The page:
"My insurance company marginalized coverage in an effort to manage my care and lower their costs," Gates said. "My case manager from the insurance administration company asked me at one point if I had thought about Medicaid. Clear effort to get me off their policy."
Not only the case manager, but even one of the three lawyers Gates hired in the last 12 years to help him fight for claims at one point suggested he go on the government dole.
"Anyone with a life-long medical disability quickly learns you have two choices," Gates said. "Either divorce your spouse, divest all assets to family members, become indigent, and go on Medicaid.
"Or, you can do what I did," he said. "Keep your coverage and still spend all your money on health care.
"Take your kid's college fund to pay the hospitals. Make it so your spouse might never be able to retire in comfort ... take yourself from being comfortable, to being broke."
Gates said he thought he was doing the responsible thing. In retrospect, he wonders if he shouldn't have taken the lawyer's advice.
"People who know me know I'm not a deadbeat," he said.
"But this is why we need reform. It shouldn't be a better deal financially for disabled people to drop their existing coverage and go to Medicaid."
Gates, along with Marlatt and Backe, are among the growing number of people who are willing to expose their private stories, writing letters to members of Congress and the president in an effort to steer the health care reform debate.
"I have exposed very private information I normally wouldn't let out, because I believe reform is that important," Gates said. "We all need reform, even if you have coverage."
It's not a Democrat or Republican issue, said Backe, who describes himself as an independent voter.
"We understand that many of us have passionate views on this issue, but if we do nothing we are all going to be in serious trouble," Backe and Marlatt co-wrote in a recent letter to the editor.
"We need to make this a bipartisan issue," they wrote. "Both parties have good ideas, but neither are working together to accomplish what should be a common goal."
Backe said he understands concerns by political conservatives about the cost to taxpayers of implementing some of the reforms included in the bill that narrowly passed in the House earlier this month.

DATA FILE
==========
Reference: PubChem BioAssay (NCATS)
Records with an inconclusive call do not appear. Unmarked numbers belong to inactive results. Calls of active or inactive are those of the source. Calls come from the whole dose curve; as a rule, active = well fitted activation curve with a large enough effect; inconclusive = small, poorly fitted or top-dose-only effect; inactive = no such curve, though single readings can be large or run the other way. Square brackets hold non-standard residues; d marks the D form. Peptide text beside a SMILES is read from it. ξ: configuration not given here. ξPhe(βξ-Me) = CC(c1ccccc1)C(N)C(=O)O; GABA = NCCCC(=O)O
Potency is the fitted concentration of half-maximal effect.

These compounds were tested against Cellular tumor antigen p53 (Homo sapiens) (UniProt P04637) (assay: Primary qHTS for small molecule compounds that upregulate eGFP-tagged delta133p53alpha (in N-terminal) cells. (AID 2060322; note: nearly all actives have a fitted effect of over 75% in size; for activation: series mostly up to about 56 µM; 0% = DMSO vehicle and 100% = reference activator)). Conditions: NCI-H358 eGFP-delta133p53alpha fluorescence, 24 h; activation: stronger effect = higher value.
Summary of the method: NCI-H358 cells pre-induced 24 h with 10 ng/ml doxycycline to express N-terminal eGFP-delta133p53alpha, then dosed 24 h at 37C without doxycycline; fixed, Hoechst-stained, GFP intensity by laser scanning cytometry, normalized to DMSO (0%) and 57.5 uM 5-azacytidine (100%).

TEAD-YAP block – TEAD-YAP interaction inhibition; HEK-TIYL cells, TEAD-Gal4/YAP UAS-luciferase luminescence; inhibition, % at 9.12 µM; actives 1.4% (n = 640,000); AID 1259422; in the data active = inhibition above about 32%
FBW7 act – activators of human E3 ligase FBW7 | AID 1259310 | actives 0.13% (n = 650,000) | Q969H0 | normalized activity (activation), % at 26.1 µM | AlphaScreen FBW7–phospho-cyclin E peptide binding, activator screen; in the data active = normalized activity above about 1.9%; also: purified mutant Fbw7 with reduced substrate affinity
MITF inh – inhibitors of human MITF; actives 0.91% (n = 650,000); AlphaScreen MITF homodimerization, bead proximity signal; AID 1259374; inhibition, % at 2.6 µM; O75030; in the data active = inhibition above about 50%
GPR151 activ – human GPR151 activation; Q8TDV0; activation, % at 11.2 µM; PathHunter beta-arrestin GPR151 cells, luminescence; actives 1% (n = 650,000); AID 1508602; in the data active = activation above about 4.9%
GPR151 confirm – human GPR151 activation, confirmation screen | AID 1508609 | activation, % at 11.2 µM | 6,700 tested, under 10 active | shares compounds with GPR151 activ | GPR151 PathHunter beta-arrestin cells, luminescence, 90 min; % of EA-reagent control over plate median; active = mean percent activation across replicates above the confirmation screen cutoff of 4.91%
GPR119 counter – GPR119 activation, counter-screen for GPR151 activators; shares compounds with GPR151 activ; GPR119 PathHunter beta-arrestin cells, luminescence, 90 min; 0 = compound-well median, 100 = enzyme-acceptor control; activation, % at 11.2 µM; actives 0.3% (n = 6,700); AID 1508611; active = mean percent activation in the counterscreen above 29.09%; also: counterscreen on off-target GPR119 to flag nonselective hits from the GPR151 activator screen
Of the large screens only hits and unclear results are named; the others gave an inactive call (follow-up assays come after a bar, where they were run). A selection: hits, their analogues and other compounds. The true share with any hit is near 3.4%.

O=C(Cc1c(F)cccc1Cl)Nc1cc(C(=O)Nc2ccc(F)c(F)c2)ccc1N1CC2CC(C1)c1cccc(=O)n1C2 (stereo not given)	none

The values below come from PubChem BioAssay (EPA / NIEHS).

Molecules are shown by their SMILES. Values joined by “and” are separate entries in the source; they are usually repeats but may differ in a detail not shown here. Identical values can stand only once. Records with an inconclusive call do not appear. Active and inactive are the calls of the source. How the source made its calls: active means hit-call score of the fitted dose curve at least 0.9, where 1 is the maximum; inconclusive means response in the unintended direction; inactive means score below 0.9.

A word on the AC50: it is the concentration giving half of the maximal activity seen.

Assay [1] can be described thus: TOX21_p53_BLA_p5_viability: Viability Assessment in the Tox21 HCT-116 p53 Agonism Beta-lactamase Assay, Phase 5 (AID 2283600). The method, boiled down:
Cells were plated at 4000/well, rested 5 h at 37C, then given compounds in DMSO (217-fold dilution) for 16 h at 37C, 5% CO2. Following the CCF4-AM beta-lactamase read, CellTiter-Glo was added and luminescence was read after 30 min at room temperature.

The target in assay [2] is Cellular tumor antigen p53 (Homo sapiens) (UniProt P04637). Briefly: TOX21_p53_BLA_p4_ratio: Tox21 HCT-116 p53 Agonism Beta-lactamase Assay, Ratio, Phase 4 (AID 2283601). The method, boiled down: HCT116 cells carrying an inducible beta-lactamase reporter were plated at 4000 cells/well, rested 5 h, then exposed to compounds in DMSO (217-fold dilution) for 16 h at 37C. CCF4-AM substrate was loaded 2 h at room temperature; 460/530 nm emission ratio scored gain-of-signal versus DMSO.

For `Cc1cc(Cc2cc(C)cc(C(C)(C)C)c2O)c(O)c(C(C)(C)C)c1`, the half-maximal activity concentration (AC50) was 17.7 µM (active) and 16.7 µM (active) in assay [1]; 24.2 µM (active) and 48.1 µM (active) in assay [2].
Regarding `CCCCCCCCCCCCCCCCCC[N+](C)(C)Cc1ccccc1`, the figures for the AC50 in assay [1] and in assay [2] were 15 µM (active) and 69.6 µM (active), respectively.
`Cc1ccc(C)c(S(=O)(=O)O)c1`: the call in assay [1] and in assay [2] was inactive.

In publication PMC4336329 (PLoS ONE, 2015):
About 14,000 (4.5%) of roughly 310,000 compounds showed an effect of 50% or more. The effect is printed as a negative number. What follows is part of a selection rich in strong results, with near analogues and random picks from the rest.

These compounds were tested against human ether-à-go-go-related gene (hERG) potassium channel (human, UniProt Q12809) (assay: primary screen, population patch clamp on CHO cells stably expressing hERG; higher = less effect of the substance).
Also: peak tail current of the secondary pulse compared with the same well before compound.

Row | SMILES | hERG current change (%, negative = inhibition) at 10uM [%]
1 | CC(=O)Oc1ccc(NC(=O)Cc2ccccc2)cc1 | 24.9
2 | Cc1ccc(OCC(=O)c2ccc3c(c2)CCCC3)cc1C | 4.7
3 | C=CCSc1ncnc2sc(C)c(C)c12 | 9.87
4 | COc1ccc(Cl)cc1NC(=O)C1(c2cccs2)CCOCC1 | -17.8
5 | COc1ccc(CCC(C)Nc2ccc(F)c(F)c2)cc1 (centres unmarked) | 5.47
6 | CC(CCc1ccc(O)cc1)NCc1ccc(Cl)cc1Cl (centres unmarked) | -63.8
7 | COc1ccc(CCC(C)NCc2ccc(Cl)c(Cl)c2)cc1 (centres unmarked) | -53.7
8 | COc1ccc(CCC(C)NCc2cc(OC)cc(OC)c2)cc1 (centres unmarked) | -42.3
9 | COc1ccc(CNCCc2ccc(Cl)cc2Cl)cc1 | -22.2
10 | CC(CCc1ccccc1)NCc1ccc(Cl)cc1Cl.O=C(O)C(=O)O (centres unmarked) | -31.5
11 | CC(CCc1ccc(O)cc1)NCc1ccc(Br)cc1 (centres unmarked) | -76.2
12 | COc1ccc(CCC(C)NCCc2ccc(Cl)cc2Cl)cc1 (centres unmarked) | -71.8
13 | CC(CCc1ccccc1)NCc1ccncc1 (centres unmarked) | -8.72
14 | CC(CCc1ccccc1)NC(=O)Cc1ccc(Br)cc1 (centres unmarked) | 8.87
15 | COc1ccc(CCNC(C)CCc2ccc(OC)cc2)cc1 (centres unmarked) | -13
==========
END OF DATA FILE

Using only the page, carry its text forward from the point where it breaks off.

But, that cost pales in comparison to the health care costs now being passed along to those, like he and his wife, who have private insurance.
"As I see it we are paying for the uninsured now, and at a rate that is much higher than most health care," Backe said. "Those without health insurance are both in dire straits and a financial drag to the health care system. They need to be covered."
A "great bill," in his mind, would include: mandatory insurance for all, no lifetime caps on insurance, reduced medical costs, limited tort reform for litigation against medical providers, no pre-existing condition exclusions, a public option for the indigent, and limited medical care for illegal immigrants, another hot button issue for reform opponents.
"Either that, or we have to find a way for them to pay into the system," Backe said.
Gates says concerns about illegal immigrants gaining coverage at taxpayers' expense is a red herring.
"The truth is they're going to the emergency room now whenever a health problem arises, and they can't be turned away," he said. "It's the same as if you or I were in another country and had to go to the emergency room. That law is not going to change for anyone."
Gates said he has to stop himself when he finds he's getting too negative in his e-mails to politicians. But he feels he has to get his story out.
"A lot of people don't realize how valuable your health is," he said. "And the need for health care reform is just as important."